Yellowed Anubias leaf
Grey and blotchy Microsorum leaves
Some other pictures
Grey and blotchy Microsorum leaves
Some other pictures
No point unless you're planning on adding some stem plants. The ferns/anubias don't care about substrate nutrients as much as stem plants do.Substrate: CaribSea Tahitian Moon Sand Plan on replacing it, perhaps with ADA?
I don't think many people here add peat moss to their filters... but i may be wrong. I hear it's kind of messy. What is your reason for wanting to lower the pH?Filtration: AC110 w/ filter floss. Want to place some peat moss to reduce pH and make the water softer, but do people actually do this?
I'd recommend dry dosing. It's a lot cheaper than liquid ferts, and works just as well.Dosing & Top-off: Tap water top offs once a week and no dosing. Plan on adding a liquid fertilizer when I figure out what the hell I'm doing, any suggestions?
That's a LOT of SAE's for a 26g. They'll eventually get too big for your tank.• 6 Crossocheilus siamensis (Siamese Algae Eater)
Agreed, it's likely a nutrient deficiency. See above comment.What are wrong with my plants? (See The Story)
I love ADA Amazonia I aquasoil. It gets pricey for larger aquariums, but since you won't need much for a 26g, i'd go for it. I have it in my 90g and it's definitely "the best of the best" IMO. Worth every penny!Does anyone have a recommendation for a substrate, I was thinking ADA?
Never hurts, but it's really up to you. You're right, your current plants don't really need Co2, but every plant will benefit from it. However, i would first start with getting the fertilization on the right track, then look into a pressurized co2 system.Should I CO2?
Vals would be nice, but those are green. Maybe rotala rotundifolia? It's fairly easy, and get's semi-red under good lightning. Also, ludwigia repens is an easy red plant.I would like a tall plant for the background after the substrate switch, something to grow up the back, perhaps around the 2' mark for height, maybe a different color then the Microsorum and Anubias. Suggestions?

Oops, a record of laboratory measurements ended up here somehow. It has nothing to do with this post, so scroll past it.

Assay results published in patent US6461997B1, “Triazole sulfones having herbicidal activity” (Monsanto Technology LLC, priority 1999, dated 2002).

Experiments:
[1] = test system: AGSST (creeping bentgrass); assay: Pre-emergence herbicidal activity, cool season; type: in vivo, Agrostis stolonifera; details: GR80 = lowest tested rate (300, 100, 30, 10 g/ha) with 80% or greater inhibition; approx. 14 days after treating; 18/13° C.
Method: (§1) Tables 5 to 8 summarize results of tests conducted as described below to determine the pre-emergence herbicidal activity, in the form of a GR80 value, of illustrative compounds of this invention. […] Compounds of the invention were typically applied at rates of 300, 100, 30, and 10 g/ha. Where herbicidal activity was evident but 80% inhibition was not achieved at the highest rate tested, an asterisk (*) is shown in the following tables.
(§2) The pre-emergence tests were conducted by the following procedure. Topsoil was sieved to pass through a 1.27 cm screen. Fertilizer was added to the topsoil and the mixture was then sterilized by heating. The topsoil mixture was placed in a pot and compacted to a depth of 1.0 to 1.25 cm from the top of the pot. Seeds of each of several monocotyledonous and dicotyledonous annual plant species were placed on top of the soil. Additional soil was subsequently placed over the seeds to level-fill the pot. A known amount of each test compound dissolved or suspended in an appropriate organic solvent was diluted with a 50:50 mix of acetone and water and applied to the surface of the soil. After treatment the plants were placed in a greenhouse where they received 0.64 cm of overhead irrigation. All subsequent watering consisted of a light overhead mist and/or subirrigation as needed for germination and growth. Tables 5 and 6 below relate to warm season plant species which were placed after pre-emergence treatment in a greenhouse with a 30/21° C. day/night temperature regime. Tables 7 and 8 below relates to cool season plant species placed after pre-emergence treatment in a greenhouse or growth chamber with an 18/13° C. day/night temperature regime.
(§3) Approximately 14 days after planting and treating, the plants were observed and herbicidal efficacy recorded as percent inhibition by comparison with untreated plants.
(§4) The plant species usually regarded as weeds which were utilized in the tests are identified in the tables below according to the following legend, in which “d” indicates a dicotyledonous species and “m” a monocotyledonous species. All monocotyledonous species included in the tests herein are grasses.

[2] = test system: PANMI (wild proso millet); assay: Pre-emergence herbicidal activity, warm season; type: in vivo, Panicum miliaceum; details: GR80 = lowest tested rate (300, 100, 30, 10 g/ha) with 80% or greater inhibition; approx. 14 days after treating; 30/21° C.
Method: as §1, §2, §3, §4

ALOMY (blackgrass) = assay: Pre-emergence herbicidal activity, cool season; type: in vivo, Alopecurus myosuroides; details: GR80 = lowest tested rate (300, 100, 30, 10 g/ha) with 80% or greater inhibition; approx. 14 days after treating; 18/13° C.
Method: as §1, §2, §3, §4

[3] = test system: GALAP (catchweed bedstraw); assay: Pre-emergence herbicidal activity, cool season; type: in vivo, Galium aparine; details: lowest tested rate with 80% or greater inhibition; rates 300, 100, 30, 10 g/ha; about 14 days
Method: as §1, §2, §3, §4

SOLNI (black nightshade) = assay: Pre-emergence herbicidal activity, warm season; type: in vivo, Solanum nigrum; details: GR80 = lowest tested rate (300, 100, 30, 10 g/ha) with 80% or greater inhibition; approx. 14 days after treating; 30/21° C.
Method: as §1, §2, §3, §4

Yes that is a stem plant. I am finding it a difficult plant to grow. I think it would need higher light than you have. Check out the crypts, so many and some have color.Would you consider Rotala rotundifolia a stem plant, because if it is then won’t I need some kind of substrate fertilizer? I would put peat moss in there to reduce the pH for the fishes, the fish like a pH around 6.5, I’ve been buffering to that.
Why do you want 6.5 ph. That isn't necessary unless getting special fish like dwarf cichlids. I bet you pet store doesn't have that ph. Have read when trying to adjust the ph with chemical you can get a yo yo affect. In fact at this tread I started you'll see the ph is not that important and trying to adjust is like chasing your tail.I’m looking for 6.5. ph. If peat doesn’t work, does anyone have any other suggestions? Perhaps some HCl, would the extra chloride be rough on the fish; maybe HSO4 (sulfuric acid) so the sulfur can be used by the plants.
Rotala rotundifolia is a pretty hardy stem plant. If you shove some root tabs into your current substrate, they should be fine.Would you consider Rotala rotundifolia a stem plant, because if it is then won’t I need some kind of substrate fertilizer?
Like Hilde said, most fish can adapt to nearly any pH level. You shouldn't need to change your pH to suit the "proper levels" that a certain fish should live in. There's really no point IMO unless you are going to have some super special/rare/sensitive fish.I would put peat moss in there to reduce the pH for the fishes, the fish like a pH around 6.5, I’ve been buffering to that, but I hate using buffer so much, I feel like it has as much negative as positive, including buffer creep, which is way worse than salt creep in my salt water tanks.